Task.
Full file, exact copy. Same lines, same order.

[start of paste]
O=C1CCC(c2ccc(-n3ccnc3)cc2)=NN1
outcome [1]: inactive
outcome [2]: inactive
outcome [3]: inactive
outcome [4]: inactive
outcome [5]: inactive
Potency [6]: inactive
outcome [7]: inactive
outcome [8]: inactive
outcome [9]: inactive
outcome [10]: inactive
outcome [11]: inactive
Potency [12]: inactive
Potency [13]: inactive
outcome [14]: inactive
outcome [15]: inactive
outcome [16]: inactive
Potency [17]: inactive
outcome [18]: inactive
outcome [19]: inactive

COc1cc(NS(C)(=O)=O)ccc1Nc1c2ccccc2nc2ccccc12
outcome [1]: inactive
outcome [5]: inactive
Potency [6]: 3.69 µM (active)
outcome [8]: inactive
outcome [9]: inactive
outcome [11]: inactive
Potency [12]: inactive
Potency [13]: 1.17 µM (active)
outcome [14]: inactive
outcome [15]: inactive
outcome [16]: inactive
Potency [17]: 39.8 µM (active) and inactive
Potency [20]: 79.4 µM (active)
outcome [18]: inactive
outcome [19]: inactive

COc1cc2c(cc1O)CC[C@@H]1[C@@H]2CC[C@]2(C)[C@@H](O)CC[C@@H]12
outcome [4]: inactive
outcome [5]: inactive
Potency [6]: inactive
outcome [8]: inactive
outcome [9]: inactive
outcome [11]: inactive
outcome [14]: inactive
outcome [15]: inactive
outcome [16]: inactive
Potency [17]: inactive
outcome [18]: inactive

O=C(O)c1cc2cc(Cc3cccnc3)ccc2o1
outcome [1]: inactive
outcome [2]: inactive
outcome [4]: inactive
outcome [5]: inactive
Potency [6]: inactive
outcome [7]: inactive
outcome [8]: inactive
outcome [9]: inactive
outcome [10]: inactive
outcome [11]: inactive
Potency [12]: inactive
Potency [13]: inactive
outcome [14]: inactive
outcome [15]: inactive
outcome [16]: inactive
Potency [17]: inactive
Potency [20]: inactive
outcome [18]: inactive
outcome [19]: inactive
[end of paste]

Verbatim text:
O=C1CCC(c2ccc(-n3ccnc3)cc2)=NN1
outcome [1]: inactive
outcome [2]: inactive
outcome [3]: inactive
outcome [4]: inactive
outcome [5]: inactive
Potency [6]: inactive
outcome [7]: inactive
outcome [8]: inactive
outcome [9]: inactive
outcome [10]: inactive
outcome [11]: inactive
Potency [12]: inactive
Potency [13]: inactive
outcome [14]: inactive
outcome [15]: inactive
outcome [16]: inactive
Potency [17]: inactive
outcome [18]: inactive
outcome [19]: inactive

COc1cc(NS(C)(=O)=O)ccc1Nc1c2ccccc2nc2ccccc12
outcome [1]: inactive
outcome [5]: inactive
Potency [6]: 3.69 µM (active)
outcome [8]: inactive
outcome [9]: inactive
outcome [11]: inactive
Potency [12]: inactive
Potency [13]: 1.17 µM (active)
outcome [14]: inactive
outcome [15]: inactive
outcome [16]: inactive
Potency [17]: 39.8 µM (active) and inactive
Potency [20]: 79.4 µM (active)
outcome [18]: inactive
outcome [19]: inactive

COc1cc2c(cc1O)CC[C@@H]1[C@@H]2CC[C@]2(C)[C@@H](O)CC[C@@H]12
outcome [4]: inactive
outcome [5]: inactive
Potency [6]: inactive
outcome [8]: inactive
outcome [9]: inactive
outcome [11]: inactive
outcome [14]: inactive
outcome [15]: inactive
outcome [16]: inactive
Potency [17]: inactive
outcome [18]: inactive

O=C(O)c1cc2cc(Cc3cccnc3)ccc2o1
outcome [1]: inactive
outcome [2]: inactive
outcome [4]: inactive
outcome [5]: inactive
Potency [6]: inactive
outcome [7]: inactive
outcome [8]: inactive
outcome [9]: inactive
outcome [10]: inactive
outcome [11]: inactive
Potency [12]: inactive
Potency [13]: inactive
outcome [14]: inactive
outcome [15]: inactive
outcome [16]: inactive
Potency [17]: inactive
Potency [20]: inactive
outcome [18]: inactive
outcome [19]: inactive